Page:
Drass the “2nd coldest place in the world”

Zojila-Pass-To-Drass-SectorDras, or Drass, is a small township situated about 60 km away from Kargil, on the road to Srinagar. Dras is widely recognized as the second coldest inhabited place in the world. Dras is popularly known as ‘The Gateway to Ladakh’. The small town is situated at a height of 3230 meters ie 10,990 feet above sea level. During winters, mercury level in the Dras region can plummet to as low as -45 degree Celsius. However, despite biting cold temperatures, Dras is known to host riveting contests of Horse Polo. The easy going and quiet life of Dras is best fit for passing tourists. The region is also home to several treks and hikes for those interested in exploring the region on foot. Dras first came to limelight in the year 1999, when Pakistan Army incursions started the famous Kargil War. The Indian Army was quick to retaliate and captured the region which is now one of its bases in the extreme north region. A War Memorial stands tall in remembrance of the martyred soldiers of the Kargil War.

Photograph by Chetan Karkhanis

The site holds great prominence and is visited by thousands of tourists who come to pay their regards to the brave sons of our country. Dras is home to the Dards and Baltis, people who live in scattered huts. The estimated population of the township is around 1,021. The town has a small Muslim majority  along with a  few Buddhists. The inhabitants of Dras are extremely well versed with the region. The Zoji La pass, which is the starting point of Dras valley, gets covered in snow during autumn and spring. The area also experiences frequent snow storms which make life even more difficult. The locals, however, have been able to deal with the adverse conditions in the region since ages. They continue to play a key role in transporting merchandise and assisting tourists surfacing the Dras region. Dras continues to attract tourists from all parts of the world. Despite the growing presence of the Indian Army, the region guarantees a fulfilling experience. The magic of Dras speaks for itself and the idea of braving freezing temperatures to reach some of the most picturesque viewpoints further magnifies the adventure quotient. Out of all the places to see in Dras, the Manman Top (about 10 km from Dras) is perhaps the most important one. Upon reaching Manman Top, one can view the entire Dras valley and even the Line Of Control (LOC). Then there is the Chorkiat Forest offering a variety of flora and fauna, the Dongchik village which has zero cases to its name as per Police record, Laser La which is a little known hill-station, the Brigade War Gallery providing information regarding the Kargil War, Tiger Hill, and much more. So go ahead and plan an ambitious, adventurous, and truly invigorating trip to the second coldest inhabited place in the world. The best time to visit is obviously during summer when the temperature is marginally warmer, between the months of May and September. Not that it needs to be said but be sure to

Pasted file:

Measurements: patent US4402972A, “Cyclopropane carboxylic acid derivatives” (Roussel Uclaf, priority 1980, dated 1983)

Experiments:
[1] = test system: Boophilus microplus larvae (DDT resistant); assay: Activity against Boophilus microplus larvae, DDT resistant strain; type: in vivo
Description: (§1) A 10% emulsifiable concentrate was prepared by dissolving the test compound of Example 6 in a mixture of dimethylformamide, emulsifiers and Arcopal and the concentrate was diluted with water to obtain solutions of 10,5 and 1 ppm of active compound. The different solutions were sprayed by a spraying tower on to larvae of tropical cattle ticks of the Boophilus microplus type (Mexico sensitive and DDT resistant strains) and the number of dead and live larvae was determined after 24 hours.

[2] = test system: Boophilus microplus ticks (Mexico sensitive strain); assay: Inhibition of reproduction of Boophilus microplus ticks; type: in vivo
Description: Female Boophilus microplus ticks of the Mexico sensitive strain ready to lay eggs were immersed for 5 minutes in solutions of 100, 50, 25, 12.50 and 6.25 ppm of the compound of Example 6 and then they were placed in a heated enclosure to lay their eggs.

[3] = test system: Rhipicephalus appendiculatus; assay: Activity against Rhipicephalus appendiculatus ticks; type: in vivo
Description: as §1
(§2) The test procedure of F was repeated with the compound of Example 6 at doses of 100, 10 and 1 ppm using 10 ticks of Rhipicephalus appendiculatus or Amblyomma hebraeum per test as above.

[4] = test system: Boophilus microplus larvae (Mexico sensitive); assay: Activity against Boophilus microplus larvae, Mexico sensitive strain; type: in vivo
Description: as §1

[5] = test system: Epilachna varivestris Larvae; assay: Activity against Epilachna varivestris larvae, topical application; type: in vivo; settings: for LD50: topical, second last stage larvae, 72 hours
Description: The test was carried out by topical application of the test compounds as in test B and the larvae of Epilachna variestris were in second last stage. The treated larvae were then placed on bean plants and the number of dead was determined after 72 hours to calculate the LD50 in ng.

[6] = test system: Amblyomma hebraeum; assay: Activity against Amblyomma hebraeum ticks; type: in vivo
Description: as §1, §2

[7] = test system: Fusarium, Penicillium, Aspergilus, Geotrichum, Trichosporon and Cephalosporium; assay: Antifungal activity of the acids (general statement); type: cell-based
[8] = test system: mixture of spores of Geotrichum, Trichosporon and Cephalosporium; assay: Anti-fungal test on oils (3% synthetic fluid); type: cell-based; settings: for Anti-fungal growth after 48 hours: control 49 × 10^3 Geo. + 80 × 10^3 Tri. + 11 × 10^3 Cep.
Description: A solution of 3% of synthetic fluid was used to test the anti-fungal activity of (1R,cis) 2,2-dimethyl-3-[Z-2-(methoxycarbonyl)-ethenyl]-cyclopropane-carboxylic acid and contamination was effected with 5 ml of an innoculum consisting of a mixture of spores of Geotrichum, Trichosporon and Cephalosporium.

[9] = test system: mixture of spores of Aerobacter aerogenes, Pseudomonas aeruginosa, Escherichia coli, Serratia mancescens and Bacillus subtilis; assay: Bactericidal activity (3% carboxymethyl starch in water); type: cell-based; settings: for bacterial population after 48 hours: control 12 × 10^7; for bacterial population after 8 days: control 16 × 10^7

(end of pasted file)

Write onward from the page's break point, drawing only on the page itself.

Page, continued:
It all began with Drass. The discovery of beauty in barren brown mountains, the intensity of (let’s call them) anti-green landscapes and the thumping sound of the heart in the ears.

Drass was the town we chose to spend our first ever high altitude night in. It turned out to be so much more than just an “altitude acclimatisation” stopover on the way to Ladakh.

Drass-Kargil-48The fun started with Zoji la.

The mountain pass which leads the 400 km Srinagar-Leh national highway. It is essentially a bridge between the lush greens of Kashmir  and the golden browns of LadakhWhile we were on it, it also felt like a bridge to the other side of life! There were plenty of opportunities for the vehicle to skid and topple over to go plunging into the Indus which flows all along the Zoji la.

After Zoji la, it is a smooth drive to Drass. A board declaring Drass to be the second coldest inhabited place on earth (Siberia being the first) greeted us. Just next to it is the accommodation facility of the Jammu and Kashmir tourism department.

Advertisements

Leave a Reply

Fill in your details below or click an icon to log in:

WordPress.com Logo

You are commenting using your WordPress.com account. Log Out / Change )

Twitter picture

You are commenting using your Twitter account. Log Out / Change )

Facebook photo

You are commenting using your Facebook account. Log Out / Change )

Google+ photo

You are commenting using your Google+ account. Log Out / Change )

Connecting to %s